Below, the Alliance of Middle Eastern Socialists is providing short biographies of several of the most well-known feminist political prisoners, in order to heighten awareness of the important role of women in the current protest movement in Iran and to promote solidarity with Iranian feminist struggles, and the protest movement as a whole.

June 17, 2018

A wave of  protests and strikes have been spreading throughout Iran in opposition to the Islamic Republic since December  2017.  Participants include broad sectors of the Iranian working class,  women and men, mostly young.  Their protests have been preceded by and continue to involve protests and strikes by employed and unemployed workers,  students, teachers, healthcare workers, retirees, those who have lost their savings in failed financial institution,  political prisoners, and the families of political prisoners.   They include members of various oppressed national minorities such as Arabs, Kurds, Lurs and Azaris as well as persecuted religious minorities such as Baha’is  and Sufis.

Many courageous  women who took off their headscarves in public to  protest the compulsory hijab,  were beaten, arrested and temporarily released after posting heavy bails.   Among them, several are well-known cases such as Vida Movahed,  Narges Hosseini,  Maryam Shariatmadari, Shaprak Shajarizad.   They were charged with  “inciting corruption and promoting prostitution” and face  prison sentences.

These women have come to be known as “Girls of Revolution Avenue.”  They believe that wearing the hijab should be a matter of individual choice not imposed from above.  The Iranian regime’s own polls admit that a majority of the Iranian public agrees with them.

Over a hundred women and men attempted to come together to protest in front of the Ministry of Labor in Tehran on March 8, International Women’s Day, following a call by some women’s rights activists demanding an end to gender discrimination in the work place, family and society as a whole, and an end to the compulsory hijab.  Before they could even gather, they were attacked and beaten.  At least 84 people (59 women and 25 men) were arrested by the police.  Although most have been released on bail, they face court trials.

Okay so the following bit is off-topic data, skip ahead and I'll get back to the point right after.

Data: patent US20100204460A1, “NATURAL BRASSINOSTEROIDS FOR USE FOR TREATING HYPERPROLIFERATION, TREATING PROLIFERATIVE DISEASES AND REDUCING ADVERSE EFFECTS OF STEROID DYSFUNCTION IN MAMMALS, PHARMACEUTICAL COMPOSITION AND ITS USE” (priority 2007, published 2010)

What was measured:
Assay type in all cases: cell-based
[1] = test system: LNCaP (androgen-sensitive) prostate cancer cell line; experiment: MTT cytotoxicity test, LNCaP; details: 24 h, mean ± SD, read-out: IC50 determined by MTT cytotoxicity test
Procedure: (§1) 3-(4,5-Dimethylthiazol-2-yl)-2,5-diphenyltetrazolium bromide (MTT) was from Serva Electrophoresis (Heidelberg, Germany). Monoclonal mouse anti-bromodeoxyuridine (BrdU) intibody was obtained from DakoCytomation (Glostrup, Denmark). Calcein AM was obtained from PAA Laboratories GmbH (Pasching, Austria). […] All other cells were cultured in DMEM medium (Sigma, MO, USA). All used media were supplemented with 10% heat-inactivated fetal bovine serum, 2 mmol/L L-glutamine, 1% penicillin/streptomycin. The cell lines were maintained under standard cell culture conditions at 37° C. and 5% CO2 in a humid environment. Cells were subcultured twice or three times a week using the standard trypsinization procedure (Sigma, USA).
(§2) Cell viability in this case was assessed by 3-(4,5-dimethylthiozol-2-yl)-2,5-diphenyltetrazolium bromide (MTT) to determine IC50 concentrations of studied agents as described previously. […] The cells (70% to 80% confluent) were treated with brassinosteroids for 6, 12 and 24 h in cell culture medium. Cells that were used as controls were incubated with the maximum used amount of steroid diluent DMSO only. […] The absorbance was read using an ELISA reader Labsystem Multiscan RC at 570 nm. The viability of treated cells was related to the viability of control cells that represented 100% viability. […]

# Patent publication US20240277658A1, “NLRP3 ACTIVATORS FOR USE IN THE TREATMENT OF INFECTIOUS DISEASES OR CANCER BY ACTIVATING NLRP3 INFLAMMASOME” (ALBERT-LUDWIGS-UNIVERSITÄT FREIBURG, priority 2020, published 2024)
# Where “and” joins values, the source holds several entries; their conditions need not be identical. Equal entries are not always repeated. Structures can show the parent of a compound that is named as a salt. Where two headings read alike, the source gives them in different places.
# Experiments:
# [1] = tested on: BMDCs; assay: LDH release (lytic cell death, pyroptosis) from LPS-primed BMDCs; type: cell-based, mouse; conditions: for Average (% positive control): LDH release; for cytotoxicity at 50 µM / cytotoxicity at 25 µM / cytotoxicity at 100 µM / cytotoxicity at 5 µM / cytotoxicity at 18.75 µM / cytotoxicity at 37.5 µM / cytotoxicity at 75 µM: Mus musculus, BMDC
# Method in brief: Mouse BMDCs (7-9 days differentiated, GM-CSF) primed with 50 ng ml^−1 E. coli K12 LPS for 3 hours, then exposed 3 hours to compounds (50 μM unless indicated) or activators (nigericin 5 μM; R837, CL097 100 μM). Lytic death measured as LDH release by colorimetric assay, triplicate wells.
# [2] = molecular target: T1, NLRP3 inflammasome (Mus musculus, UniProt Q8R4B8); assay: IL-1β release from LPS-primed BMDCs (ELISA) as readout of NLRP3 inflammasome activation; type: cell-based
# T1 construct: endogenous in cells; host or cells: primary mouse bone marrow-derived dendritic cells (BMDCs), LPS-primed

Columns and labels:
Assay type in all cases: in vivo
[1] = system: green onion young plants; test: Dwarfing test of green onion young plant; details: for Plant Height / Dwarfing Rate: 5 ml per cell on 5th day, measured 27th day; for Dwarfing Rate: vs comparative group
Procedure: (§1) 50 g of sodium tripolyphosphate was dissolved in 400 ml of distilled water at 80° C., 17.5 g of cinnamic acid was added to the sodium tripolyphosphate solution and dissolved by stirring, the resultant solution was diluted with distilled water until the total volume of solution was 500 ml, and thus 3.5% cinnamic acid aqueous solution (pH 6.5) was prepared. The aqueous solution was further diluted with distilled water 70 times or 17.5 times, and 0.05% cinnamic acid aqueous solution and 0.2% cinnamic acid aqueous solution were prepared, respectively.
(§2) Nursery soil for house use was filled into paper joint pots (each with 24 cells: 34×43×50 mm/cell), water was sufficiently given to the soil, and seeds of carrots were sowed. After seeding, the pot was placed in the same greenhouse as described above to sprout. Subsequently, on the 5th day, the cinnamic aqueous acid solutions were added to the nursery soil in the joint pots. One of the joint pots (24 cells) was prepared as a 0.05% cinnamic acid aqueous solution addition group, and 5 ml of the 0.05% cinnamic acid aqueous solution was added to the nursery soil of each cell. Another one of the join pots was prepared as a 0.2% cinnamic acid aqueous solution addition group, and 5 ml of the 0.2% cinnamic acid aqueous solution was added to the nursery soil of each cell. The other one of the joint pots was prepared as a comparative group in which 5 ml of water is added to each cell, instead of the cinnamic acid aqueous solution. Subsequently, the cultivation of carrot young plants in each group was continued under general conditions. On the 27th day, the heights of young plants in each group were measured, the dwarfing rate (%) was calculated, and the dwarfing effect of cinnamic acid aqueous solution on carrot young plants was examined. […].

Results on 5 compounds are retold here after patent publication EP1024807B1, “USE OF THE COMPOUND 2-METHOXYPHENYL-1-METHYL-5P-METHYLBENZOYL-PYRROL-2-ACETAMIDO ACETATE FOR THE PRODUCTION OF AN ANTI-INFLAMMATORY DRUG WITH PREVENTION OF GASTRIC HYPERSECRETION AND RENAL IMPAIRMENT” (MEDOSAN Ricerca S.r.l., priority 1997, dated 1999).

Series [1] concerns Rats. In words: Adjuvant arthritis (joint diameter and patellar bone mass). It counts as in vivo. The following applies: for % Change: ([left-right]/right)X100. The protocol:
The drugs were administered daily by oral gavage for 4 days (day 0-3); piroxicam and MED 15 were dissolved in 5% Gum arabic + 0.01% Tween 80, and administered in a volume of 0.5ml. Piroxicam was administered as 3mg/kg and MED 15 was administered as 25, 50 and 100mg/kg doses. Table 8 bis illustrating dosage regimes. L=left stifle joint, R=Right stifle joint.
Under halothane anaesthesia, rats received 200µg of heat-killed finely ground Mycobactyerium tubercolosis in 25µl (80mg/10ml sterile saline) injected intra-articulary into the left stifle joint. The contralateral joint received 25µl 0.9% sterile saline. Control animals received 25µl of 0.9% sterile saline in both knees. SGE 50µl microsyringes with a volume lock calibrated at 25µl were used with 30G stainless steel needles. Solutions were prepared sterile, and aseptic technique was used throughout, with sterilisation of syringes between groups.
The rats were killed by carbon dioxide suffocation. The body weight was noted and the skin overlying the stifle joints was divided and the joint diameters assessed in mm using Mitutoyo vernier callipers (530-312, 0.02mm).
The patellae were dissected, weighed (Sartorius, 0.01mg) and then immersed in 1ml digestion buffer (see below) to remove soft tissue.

Nasrin Sotudeh,  a feminist,  leading human rights attorney and defender of many of the Girls of Revolution Avenue was arrested at her home on June 13, imprisoned,  and now faces  a five-year prison sentence.  Sotudeh’s husband, Reza Khandan, a writer and political activist was also arrested on June 16.   (see next page for further details on Nasrin Sotudeh).

Leila Hosseinzadeh,  an anthropology student,  labor and women’s rights activist,  who was  arrested after the December protests, along with other student activists,  faces a six-year prison sentence.  She and other student activists who also helped organize protests at Tehran University and  face prison sentences, have been charged with  “endangering national security.”

Below, the Alliance of Middle Eastern Socialists is providing short biographies of several of the most well-known feminist political prisoners, in order to heighten awareness of the important role of women in the current protest movement in Iran and to promote solidarity with Iranian feminist struggles, and the protest movement as a whole.

Narges Mohammadi, B.A. in applied physics,  is a  journalist, women’s rights and human rights activist,  and  deputy director  of  the Center for the Defenders of Human Rights in Iran, founded by Nobel Peace Laureate, Shirin Ebadi.  In 2009, after  mass protests to oppose the fraudulent election of Mahmoud Ahmadinejad, she was arrested on charges of  “assembly and collusion against national security,” and sentenced to 11 years in prison. By 2013,  after developing severe health problems, she was released after posting bail.  In 2015, she was rearrested on charges of sedition and for starting a campaign against the death penalty.   Her opposition to the execution of innocent Sunni political prisoners was used by the courts to accuse her of “supporting ISIS.”  In 2016, she received a 16-year prison sentence which she is now serving.  Mohammadi  who has often been barred from seeing or talking to her small children,  suffers from severe  health problems but continues to speak out.   In Dec. 2016,   after receiving the Weimar Human Rights Award, she wrote in her letter of appreciation from prison:  “as a woman who is suppressed,” I “would rather be a prisoner and away from  family and friends,  than someone who is granted formal freedom.”  She emphasized that war and sanctions which target ordinary Iranians threaten human rights.